Guardianship

Las Vegas Guardianship Attorneys

The concept of guardianship refers to the granting to an individual the legal authority to conduct the affairs of another individual (elderly, adult or child) who, for one reason or another, is unable to make decisions for themselves. They may have developmental disabilities, suffer an injury or be facing some other type of incapacitation that renders them incapable of caring for themselves. If you have a loved one who meets this definition, we understand how difficult the transition can be. At Pintar Albiston, we are sensitive to the many emotional issues such situations can entail and we strive to make the process of relinquishing or obtaining guardianship of another as smooth as possible.

If you are in need of help when it comes to an issue of guardianship, we have the knowledge and experience necessary to guide you every step of the way. We have helped numerous families throughout the Las Vegas, Summerlin and Henderson areas care for their loved ones by ensuring that their guardianship matters are handled competently, efficiently and correctly.

A Grant Of Guardianship

A grant of guardianship enables a court-designated individual or entity to make critical decisions for the individual (protected person) who is legally determined incapable of doing so on their own. Minor children, disabled adults and elderly persons are all categories of individuals who can be deemed legally incapacitated for this purpose. Courts will find individuals to be incapacitated if they cannot make informed decisions on their own behalf and cannot:

  • Provide clothing, food and shelter for themselves
  • Provide for their own physical well-being and healthcare needs
  • Handle their own financial matters

Who chooses the guardian?

A proposed guardian can seek to have oversight over the person, their estate (finances) or both. A person wishing to be a guardian must file certain documents with the court to be approved. These include a petition to approve the guardian, a budget, a list of assets and certain confidential information about both the proposed guardian and the protected person. The proposed guardian must also notify all relatives of the protected person regarding the guardianship process. A judge judge then appoints the guardian who can then make decisions about long-term care, finances  and other decisions that affect the care and well-being of the protected person, rather it is an adult or a child. The protected person will also have an attorney appointed to ensure that the guardian makes appropriate decisions over the protected person.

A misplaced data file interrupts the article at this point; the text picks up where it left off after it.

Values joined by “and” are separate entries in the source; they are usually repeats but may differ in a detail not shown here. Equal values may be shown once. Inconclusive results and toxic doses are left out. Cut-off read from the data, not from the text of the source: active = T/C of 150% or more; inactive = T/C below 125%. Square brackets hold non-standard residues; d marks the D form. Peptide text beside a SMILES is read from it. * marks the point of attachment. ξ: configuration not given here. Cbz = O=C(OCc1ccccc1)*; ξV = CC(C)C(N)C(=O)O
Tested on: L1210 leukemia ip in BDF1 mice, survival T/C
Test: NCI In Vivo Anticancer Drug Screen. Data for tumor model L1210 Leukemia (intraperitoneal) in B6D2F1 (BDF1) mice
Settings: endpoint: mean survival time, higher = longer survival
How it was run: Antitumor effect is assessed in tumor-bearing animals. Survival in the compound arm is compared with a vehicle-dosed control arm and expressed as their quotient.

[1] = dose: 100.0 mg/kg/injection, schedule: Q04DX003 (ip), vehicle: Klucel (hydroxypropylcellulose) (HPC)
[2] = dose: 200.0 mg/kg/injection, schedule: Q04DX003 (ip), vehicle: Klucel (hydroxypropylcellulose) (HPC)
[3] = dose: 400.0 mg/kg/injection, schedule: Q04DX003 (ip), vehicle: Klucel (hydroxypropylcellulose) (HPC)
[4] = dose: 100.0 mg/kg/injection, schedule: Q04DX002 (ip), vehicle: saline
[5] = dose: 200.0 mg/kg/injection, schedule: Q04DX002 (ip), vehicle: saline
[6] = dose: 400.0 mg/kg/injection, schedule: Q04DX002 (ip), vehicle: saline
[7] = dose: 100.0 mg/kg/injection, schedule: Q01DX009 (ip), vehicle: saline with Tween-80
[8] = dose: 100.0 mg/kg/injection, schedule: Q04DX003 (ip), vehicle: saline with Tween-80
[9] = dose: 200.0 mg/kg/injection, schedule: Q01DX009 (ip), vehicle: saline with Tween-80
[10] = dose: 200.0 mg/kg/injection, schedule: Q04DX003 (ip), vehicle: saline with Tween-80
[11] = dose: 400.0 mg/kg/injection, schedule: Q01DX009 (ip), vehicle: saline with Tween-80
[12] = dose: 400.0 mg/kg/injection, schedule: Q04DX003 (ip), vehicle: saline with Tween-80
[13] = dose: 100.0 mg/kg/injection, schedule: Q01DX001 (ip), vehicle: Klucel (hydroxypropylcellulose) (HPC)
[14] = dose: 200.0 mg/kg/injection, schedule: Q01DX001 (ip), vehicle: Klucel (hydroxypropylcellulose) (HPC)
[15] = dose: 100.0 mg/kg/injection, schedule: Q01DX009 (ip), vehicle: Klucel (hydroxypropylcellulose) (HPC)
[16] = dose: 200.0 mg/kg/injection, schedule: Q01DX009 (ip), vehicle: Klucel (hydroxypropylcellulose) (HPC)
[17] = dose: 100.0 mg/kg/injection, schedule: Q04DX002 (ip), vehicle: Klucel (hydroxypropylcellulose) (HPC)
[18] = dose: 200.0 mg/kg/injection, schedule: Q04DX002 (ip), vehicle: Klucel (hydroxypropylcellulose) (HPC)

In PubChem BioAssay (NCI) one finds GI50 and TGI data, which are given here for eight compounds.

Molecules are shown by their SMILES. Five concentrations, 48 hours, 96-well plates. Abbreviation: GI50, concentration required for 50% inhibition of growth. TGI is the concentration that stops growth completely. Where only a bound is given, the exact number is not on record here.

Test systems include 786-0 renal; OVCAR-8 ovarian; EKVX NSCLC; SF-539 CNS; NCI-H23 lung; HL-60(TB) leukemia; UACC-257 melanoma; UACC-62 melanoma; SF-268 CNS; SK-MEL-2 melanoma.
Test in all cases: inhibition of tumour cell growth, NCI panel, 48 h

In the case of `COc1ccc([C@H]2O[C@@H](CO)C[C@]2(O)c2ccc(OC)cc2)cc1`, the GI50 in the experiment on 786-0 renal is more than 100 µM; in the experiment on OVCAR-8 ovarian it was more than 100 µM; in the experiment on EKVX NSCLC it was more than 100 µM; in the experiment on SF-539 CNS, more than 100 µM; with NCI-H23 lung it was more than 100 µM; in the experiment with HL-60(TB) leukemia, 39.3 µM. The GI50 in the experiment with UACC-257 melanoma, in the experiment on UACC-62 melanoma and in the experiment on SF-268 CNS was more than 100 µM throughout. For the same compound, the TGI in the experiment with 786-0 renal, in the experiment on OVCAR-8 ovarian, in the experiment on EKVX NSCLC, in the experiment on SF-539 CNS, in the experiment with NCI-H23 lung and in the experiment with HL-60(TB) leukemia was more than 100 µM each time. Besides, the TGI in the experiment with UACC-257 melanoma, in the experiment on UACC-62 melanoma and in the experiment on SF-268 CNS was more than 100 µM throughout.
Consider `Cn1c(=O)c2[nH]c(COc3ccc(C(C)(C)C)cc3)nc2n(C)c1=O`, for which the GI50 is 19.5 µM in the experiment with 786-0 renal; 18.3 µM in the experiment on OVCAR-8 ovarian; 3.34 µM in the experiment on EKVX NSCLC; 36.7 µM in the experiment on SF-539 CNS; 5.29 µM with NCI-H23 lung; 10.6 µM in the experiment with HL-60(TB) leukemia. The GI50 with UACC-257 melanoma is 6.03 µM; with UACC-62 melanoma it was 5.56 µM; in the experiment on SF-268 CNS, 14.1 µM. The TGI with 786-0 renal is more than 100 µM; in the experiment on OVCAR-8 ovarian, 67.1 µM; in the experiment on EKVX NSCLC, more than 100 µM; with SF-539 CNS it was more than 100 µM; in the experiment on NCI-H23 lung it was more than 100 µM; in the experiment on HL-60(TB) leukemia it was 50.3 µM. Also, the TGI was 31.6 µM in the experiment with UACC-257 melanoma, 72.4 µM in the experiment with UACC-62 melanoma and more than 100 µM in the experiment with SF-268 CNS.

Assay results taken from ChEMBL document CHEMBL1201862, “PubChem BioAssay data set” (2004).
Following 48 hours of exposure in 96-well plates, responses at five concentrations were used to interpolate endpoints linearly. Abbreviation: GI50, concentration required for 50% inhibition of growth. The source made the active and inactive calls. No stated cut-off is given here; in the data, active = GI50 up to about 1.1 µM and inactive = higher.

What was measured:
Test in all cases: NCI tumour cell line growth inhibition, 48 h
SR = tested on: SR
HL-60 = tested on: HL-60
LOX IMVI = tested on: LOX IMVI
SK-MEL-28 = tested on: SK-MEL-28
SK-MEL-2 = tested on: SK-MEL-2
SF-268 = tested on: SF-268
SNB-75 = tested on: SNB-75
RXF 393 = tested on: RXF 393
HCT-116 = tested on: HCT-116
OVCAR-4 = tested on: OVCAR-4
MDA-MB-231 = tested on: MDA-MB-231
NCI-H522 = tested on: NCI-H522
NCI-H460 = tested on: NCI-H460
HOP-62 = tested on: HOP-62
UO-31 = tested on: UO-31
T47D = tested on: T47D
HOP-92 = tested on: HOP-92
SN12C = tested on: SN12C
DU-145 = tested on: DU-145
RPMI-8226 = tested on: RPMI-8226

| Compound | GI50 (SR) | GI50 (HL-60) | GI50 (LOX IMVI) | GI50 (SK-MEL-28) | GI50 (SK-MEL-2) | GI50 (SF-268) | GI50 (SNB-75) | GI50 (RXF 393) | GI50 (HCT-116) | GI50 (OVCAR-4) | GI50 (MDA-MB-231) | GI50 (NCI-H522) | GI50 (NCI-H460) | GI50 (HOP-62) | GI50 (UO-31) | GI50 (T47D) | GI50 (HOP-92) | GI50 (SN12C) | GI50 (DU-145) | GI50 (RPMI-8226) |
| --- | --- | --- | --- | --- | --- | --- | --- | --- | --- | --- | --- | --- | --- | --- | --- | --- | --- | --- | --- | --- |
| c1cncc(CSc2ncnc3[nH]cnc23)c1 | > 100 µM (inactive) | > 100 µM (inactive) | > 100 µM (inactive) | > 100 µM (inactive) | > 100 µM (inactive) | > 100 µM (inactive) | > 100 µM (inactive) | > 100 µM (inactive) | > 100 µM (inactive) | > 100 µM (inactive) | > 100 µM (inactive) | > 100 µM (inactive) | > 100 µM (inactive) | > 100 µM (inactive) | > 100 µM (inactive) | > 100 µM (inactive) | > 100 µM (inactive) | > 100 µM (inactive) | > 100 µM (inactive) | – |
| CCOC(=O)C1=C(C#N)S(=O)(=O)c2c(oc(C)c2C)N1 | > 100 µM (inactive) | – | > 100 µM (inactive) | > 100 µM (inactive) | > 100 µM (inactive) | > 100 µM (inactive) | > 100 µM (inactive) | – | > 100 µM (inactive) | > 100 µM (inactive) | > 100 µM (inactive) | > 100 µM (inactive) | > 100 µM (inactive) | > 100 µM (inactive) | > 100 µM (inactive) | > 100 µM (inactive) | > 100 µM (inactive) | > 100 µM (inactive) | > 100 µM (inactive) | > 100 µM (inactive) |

Types of Guardianship 

  • Guardianship over the Person: this type of guardianship means the guardian is responsible for the well-being and care of the protected person. The guardian will be able to make personal and medical decisions for the person, including healthcare decisions, decisions about where the person will live, and in the case of children, decisions regarding school.
  • Guardianship over the Estate: this type of guardianship allows the guardian to make financial decisions for the person. Court approval is typically needed to spend or sell any of the person’s assets, even after a guardianship is granted.
  • Guardianship over the Person and Estate: this type of guardianship allows the guardian to make personal, medical, and financial decisions for the protected person.

Guardians can be appointed on a temporary basis if there is a need for one without going to court. Parents can sign a voluntary, six-month temporary guardianship to place children in the care of another person temporarily by completing an approved agreement.